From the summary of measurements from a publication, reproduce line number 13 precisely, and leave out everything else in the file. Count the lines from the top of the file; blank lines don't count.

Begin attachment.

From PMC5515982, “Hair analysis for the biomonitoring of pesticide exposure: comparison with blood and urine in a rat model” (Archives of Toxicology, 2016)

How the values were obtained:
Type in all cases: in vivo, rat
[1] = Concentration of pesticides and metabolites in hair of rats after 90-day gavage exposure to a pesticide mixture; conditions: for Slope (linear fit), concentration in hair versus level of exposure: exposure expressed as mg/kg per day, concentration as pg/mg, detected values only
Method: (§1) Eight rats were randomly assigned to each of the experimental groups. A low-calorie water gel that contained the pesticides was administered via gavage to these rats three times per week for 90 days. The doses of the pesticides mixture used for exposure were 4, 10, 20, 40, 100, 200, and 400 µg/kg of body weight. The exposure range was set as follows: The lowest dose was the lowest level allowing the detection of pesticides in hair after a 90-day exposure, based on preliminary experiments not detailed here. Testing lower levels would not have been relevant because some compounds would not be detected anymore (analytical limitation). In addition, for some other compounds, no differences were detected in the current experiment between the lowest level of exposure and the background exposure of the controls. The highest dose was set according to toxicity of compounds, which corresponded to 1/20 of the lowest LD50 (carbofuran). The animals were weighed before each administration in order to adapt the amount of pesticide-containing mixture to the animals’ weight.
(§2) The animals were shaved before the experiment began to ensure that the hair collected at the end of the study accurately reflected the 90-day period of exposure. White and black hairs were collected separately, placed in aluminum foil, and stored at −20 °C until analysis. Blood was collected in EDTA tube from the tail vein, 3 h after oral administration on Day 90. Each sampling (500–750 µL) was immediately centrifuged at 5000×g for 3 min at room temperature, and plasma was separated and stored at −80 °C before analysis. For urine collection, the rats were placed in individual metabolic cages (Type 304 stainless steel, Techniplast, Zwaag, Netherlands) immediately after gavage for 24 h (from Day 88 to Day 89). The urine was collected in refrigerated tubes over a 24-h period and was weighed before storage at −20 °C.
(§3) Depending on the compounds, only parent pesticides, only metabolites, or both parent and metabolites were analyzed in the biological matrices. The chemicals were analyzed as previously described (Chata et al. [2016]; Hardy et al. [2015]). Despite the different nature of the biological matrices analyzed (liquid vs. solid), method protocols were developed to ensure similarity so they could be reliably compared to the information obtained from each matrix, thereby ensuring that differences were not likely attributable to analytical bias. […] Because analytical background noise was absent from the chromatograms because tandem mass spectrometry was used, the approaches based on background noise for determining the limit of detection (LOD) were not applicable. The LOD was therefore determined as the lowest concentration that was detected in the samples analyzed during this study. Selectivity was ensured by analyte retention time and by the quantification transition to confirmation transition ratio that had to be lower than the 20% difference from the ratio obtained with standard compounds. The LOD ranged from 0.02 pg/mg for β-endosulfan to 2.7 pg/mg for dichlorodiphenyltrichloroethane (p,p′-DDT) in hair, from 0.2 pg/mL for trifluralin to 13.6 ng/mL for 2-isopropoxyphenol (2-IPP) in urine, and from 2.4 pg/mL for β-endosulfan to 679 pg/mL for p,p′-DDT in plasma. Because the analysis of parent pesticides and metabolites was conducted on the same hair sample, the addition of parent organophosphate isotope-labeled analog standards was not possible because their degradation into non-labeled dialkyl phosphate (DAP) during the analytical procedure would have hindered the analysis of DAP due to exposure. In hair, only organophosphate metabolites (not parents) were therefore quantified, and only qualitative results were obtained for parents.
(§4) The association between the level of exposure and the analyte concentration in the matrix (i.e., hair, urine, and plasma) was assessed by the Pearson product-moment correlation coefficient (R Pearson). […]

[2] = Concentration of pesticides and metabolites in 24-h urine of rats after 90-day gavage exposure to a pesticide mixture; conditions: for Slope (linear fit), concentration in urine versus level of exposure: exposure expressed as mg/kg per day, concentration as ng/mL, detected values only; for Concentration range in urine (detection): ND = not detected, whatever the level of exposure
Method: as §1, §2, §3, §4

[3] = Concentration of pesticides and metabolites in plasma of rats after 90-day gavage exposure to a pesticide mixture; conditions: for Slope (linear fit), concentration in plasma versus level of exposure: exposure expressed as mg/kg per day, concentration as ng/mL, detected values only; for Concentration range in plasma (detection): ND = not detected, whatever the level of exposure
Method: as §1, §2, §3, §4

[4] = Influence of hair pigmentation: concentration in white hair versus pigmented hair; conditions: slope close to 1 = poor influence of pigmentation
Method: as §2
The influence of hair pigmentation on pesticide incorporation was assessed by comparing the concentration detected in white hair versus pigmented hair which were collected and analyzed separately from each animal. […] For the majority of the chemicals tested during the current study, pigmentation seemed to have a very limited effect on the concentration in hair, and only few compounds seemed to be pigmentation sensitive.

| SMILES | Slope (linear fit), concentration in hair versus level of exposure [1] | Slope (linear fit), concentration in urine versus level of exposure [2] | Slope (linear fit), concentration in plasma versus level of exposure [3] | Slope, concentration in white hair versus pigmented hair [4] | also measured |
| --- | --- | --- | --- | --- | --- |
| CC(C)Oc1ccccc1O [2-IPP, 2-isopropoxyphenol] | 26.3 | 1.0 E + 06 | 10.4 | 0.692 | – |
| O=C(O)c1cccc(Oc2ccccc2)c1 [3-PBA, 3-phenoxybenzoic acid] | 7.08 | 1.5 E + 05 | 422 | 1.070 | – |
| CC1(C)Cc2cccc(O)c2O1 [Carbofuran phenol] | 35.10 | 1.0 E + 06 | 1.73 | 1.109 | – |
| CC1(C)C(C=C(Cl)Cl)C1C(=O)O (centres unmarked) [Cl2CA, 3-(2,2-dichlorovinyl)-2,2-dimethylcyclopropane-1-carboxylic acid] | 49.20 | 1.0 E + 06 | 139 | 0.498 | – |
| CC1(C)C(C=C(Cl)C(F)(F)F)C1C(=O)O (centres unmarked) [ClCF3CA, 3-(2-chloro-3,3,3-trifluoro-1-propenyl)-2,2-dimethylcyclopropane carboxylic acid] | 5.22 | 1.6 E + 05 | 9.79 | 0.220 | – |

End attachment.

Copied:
[4] = Influence of hair pigmentation: concentration in white hair versus pigmented hair; conditions: slope close to 1 = poor influence of pigmentation